Cities such as Chennai have announced plan for 10,000 cameras across a range of settings (interestingly in this case, ‘marriage halls’ were one of the first locations to get CCTV – perhaps someone can enlighten me as to why this would be – along with state banks and major malls) and the police chief is quoted as saying he wants “the whole city covered by CCTV.” Delhi is combining a massive expansion of CCTV with increasing numbers of police officers on the streets, so this is not a case of an inhuman technological gaze replacing the neighbourhood police officer. And here, as in the state of Gujarat, in cities like Ahmedabad, the road network is a particular priority with Automatic License (or Number) Plate Recognition (ALPR/ANPR) systems and cameras being installed on all major roads. This ‘Intelligent Traffic Management System’ (ITMS) is designed to be multipurpose and address security, traffic and emergency requirements.

The diffusion of CCTV to more remote and peripheral areas has also been remarkably quick. Just recently, the northern Haryana region has also announced a huge CCTV installation of around 5000 cameras in eight cities, which will be targeted at “shopping malls, main market, major traffic points and escape routes in these cities” – an interesting turn of phrase, which almost seems to portray the city as a prison. Just as in the major urban centres of the country, here too the new systems will employ analytics including movement recognition.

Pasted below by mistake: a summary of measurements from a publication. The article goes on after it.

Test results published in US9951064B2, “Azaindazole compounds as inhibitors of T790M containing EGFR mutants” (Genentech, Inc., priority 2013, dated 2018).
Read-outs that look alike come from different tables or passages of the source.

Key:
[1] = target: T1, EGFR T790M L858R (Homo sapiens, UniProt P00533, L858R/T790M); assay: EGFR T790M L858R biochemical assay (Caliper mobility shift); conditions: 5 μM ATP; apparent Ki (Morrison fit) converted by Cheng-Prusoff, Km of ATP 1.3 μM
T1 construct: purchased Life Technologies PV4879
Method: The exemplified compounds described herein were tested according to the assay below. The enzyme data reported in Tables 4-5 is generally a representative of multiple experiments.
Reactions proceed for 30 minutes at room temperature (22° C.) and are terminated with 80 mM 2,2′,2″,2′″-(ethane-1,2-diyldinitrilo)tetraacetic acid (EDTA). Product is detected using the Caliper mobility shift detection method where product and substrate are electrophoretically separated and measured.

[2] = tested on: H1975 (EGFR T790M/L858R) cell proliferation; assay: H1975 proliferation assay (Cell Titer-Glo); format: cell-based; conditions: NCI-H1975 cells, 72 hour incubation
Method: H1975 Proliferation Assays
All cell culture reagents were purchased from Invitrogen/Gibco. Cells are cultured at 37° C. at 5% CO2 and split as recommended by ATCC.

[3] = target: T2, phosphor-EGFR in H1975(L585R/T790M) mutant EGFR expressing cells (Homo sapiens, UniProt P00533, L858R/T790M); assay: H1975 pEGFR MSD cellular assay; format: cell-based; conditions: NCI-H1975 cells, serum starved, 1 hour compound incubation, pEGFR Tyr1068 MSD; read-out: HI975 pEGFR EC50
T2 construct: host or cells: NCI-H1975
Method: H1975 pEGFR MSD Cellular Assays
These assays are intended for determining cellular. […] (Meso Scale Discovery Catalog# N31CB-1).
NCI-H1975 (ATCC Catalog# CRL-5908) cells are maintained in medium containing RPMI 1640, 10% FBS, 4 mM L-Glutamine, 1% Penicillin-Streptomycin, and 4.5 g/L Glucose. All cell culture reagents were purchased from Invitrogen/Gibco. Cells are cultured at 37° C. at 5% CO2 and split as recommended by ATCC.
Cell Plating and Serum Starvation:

This expansion has not gone unchallenged – see this debate over some of the Chennai systems – but the debates seem rather lifeless and complaints seem to be limited to hoping that there will not be ‘abuse’ of the camera systems by police, and commenting on the lack of any regulatory body for video surveillance. Nor has it all been smooth in technological terms. The Delhi expansion of CCTV builds, as in many cases, from the security upgrades for a ‘mega-event’, in this case the Commonwealth Games in 2010. However, as with much of the infrastructure for these games, there were reports of systemic failure, if not a total lack of functionality from day one. The cameras for the event were apparently poorly calibrated and made watchers dizzy an in some cases, installed where no view could be obtained. It is also not the case that what many nation’s security authorities would consider to be priorities for video surveillance have actually already been covered, even where there has been a demonstrable threat: for example, it is only now that CCTV is being installed at Mumbai’s Chhatrapati Shivaji International Airport, which apparently had no CCTV at all prior to this.